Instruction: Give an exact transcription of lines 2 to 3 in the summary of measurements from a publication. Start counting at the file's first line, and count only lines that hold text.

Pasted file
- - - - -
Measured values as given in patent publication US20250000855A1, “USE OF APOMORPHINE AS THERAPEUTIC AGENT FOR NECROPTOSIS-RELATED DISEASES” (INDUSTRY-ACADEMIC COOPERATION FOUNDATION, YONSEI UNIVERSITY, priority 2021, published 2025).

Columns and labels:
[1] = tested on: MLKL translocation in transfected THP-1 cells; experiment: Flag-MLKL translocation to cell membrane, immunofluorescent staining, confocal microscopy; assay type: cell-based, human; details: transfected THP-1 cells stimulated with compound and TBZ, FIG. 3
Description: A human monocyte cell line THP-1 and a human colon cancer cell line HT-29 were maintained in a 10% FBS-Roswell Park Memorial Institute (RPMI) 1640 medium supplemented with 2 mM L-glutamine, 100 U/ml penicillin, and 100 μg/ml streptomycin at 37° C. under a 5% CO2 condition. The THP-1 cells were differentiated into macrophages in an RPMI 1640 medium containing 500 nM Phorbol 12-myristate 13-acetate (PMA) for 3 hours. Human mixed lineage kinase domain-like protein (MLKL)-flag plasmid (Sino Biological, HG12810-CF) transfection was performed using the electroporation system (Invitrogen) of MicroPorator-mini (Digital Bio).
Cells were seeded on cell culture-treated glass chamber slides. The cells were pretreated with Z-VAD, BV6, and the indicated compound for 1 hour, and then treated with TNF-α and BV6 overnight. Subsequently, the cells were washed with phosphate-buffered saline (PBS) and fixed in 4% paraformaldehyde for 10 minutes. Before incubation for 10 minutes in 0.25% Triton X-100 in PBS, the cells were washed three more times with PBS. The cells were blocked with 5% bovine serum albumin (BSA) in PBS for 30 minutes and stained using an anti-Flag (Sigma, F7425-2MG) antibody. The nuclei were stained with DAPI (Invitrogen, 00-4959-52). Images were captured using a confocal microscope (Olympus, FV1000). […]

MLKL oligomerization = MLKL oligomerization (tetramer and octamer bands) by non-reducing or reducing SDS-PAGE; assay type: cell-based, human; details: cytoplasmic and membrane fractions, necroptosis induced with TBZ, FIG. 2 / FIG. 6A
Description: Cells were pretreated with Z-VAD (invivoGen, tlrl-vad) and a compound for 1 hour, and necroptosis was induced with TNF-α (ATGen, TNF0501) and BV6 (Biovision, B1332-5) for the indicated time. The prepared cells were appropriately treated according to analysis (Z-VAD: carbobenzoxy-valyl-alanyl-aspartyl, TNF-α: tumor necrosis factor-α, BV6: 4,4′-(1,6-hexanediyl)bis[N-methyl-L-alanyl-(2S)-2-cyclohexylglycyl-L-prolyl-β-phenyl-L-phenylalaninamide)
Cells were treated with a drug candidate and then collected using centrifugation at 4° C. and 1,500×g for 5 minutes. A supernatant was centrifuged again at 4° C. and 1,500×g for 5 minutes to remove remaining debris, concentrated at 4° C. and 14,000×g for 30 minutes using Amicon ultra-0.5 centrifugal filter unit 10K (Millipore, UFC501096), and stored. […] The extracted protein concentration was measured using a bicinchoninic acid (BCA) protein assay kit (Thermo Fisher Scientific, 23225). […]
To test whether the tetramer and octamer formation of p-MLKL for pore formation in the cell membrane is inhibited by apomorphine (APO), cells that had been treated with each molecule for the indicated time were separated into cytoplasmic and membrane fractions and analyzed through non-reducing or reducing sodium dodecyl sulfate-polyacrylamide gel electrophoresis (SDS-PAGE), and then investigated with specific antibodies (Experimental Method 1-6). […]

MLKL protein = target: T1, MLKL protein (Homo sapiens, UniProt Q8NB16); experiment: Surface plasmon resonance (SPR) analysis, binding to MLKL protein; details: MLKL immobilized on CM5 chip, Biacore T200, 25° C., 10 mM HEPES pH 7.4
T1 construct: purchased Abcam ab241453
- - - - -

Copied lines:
Columns and labels:
[1] = tested on: MLKL translocation in transfected THP-1 cells; experiment: Flag-MLKL translocation to cell membrane, immunofluorescent staining, confocal microscopy; assay type: cell-based, human; details: transfected THP-1 cells stimulated with compound and TBZ, FIG. 3